The COVID-19 vaccine may be rolled out to children starting as early as the spring, Dr. Anthony Fauci said Friday.
The nation’s top infectious disease expert said trials will begin over the next couple of months to test the vaccines’ efficacy among the country’s youngest population.
“Hopefully, by the time we get to the late spring, early summer, we will have children able to be vaccinated according to the FDA’s guidance,” Fauci said during a White House COVID-19 briefing.
Fauci described the upcoming trials as “age de-escalation testing” that will allow researchers to analyze vaccine efficacy among a smaller batch of children — “hundreds to a couple of thousands,” he said.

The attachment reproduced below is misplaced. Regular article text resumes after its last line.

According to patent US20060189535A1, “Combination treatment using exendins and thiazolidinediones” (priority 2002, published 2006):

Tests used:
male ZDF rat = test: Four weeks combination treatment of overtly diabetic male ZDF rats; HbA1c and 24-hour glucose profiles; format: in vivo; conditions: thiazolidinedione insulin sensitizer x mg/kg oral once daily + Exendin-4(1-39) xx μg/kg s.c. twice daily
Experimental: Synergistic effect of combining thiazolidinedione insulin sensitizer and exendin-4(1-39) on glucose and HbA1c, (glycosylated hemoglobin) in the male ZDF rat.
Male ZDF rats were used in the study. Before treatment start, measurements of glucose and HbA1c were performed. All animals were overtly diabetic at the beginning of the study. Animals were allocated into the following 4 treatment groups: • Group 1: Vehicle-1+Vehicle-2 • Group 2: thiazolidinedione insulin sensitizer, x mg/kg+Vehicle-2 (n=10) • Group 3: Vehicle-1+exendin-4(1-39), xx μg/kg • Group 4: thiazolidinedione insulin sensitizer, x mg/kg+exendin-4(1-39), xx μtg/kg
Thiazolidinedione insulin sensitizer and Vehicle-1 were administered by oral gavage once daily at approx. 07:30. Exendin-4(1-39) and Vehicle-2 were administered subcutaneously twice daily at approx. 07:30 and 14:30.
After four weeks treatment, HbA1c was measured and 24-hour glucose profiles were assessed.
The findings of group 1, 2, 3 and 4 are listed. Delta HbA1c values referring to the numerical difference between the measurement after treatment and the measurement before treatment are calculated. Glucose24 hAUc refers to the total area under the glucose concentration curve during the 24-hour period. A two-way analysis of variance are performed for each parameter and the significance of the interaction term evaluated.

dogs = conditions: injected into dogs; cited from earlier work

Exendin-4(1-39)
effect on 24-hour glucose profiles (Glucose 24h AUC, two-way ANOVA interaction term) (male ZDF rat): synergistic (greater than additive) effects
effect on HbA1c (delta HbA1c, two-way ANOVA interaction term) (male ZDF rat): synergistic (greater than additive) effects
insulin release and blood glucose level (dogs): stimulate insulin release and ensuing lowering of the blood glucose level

Those results then get compared to the larger trials of tens of thousands of people conducted by Moderna and Pfizer/BioNTech.
“If you can show that it’s safe and that in fact it induces the kind of response that is reflective of the protection — mainly the correlate of immunity — what you can do is bridge that to the efficacy data that you got from the 30,000[-person] trial with Moderna and the 44,000[-person] trial that we did with Pfizer,” Fauci explained.
Dr. Rochelle Walensky, director of the Centers for Disease Control and Prevention, pointed to recent school data to reiterate that children have decreased rates of transmissibility of COVID-19.
Currently, Pfizer’s vaccine is authorized for those ages 16 and up, while Moderna’s is approved for adults 18 and older. Both vaccines — the only ones approved for use in the US so far — require two doses weeks apart.
Fauci has previously said it could take “months” before kids would start getting protected from the deadly bug.
In December, Moderna said it would begin testing its vaccine on 3,000 children ages 12 to 17.